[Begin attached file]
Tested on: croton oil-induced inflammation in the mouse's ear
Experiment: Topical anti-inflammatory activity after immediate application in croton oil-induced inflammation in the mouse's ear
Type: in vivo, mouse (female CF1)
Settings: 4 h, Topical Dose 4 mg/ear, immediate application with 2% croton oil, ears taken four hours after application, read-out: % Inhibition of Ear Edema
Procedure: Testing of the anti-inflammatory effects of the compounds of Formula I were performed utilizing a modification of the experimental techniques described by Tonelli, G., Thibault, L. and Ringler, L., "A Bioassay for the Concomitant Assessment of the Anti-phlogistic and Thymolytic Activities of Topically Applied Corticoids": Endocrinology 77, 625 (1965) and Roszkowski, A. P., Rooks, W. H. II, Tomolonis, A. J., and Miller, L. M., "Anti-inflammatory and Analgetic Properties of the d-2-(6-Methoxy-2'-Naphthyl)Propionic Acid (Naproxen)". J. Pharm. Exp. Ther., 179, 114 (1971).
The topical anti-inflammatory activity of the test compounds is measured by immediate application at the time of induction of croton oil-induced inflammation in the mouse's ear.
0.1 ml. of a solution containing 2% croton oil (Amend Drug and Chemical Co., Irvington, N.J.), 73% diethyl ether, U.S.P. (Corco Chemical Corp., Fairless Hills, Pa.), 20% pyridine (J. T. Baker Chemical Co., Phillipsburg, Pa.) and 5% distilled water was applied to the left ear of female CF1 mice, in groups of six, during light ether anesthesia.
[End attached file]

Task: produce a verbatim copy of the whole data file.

Tested on: croton oil-induced inflammation in the mouse's ear
Experiment: Topical anti-inflammatory activity after immediate application in croton oil-induced inflammation in the mouse's ear
Type: in vivo, mouse (female CF1)
Settings: 4 h, Topical Dose 4 mg/ear, immediate application with 2% croton oil, ears taken four hours after application, read-out: % Inhibition of Ear Edema
Procedure: Testing of the anti-inflammatory effects of the compounds of Formula I were performed utilizing a modification of the experimental techniques described by Tonelli, G., Thibault, L. and Ringler, L., "A Bioassay for the Concomitant Assessment of the Anti-phlogistic and Thymolytic Activities of Topically Applied Corticoids": Endocrinology 77, 625 (1965) and Roszkowski, A. P., Rooks, W. H. II, Tomolonis, A. J., and Miller, L. M., "Anti-inflammatory and Analgetic Properties of the d-2-(6-Methoxy-2'-Naphthyl)Propionic Acid (Naproxen)". J. Pharm. Exp. Ther., 179, 114 (1971).
The topical anti-inflammatory activity of the test compounds is measured by immediate application at the time of induction of croton oil-induced inflammation in the mouse's ear.
0.1 ml. of a solution containing 2% croton oil (Amend Drug and Chemical Co., Irvington, N.J.), 73% diethyl ether, U.S.P. (Corco Chemical Corp., Fairless Hills, Pa.), 20% pyridine (J. T. Baker Chemical Co., Phillipsburg, Pa.) and 5% distilled water was applied to the left ear of female CF1 mice, in groups of six, during light ether anesthesia.